The simplest approach to a problem can usually be defended. Chiropractic is in essence a straightforward system of clinical management; rule out serious causes, educate the patient regarding spinal health and self-care, promote healthy lifestyle choices (diet, rest, physical activity, positive mental attitude) and provide manual care as appropriate.
Strengths and limitations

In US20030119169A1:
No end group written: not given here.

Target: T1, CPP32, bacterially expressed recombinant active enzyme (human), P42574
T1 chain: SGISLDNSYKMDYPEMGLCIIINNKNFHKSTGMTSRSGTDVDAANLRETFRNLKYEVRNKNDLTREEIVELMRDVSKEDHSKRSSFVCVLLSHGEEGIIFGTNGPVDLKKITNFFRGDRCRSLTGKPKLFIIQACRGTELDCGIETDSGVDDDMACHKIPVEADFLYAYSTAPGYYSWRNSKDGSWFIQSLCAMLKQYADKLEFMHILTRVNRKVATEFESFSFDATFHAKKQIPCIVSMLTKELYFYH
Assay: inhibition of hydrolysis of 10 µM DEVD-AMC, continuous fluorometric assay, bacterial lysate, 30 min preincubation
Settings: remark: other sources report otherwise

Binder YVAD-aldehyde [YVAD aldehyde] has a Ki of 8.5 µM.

The extent to which this decision-aid may assist in clinical practice still needs to be tested; thus it is presently used in the educational domain where anecdotally it appears useful. The field of ‘translational research’ which explores the implementation of EBP in healthcare is complex. As Kessler and others highlight; “complex problems of complex patients embedded in complex healthcare systems in complex and changing communities require complex interventions” [121–124]. In the scenario offered here, we have presented the illustration of acute/subacute spinal pain and provided the reader with one answer in this context; this application of the algorithm leads to one answer, and because of its flexibility allows for the cultural, social and other perspectives (of both patients and providers) to lead to individualised decision-making. While we feel this is the strength of the decision-aid, it does not replace the specific needs of all practitioners who will invariably have unique cultural and social overlays respecting their patients in their own clinics. Another limitation that should be mentioned is the changing nature of the evidence and the need and challenge for practitioners to stay up-to-date. Information contained in guidelines may be out-dated by the time they are published. Responsible clinicians have to be cognizant of this and thus cannot blindly follow guidelines without question. Translating a culture of EBP into everyday clinical practice is a challenge and while we feel our approach is simpler and more intuitive than other more complex Critical Appraisal Skills Programme (CASP) sheets  such as the Graphic Appraisal Tool for Epidemiologic Studies (GATE Frame) , this position would need to be established via a formal reliability/validity study. Evaluation studies have shown that decision aids improve decision making in many ways including increasing patient participation in decision making without adversely affecting anxiety [127, 128]. We feel an ideal platform to investigate the feasibility of the tool would be using a established Australian Practice-Based Research Network (ACORN) in collaboration with experienced ACORN methodologists . Field practitioners may possibly be more likely to use a decision-aid if it can be shown to streamline their clinical practice and facilitate (for example) third party payments possibly via an online or mobile device ‘PICO-D Man’ ‘app’.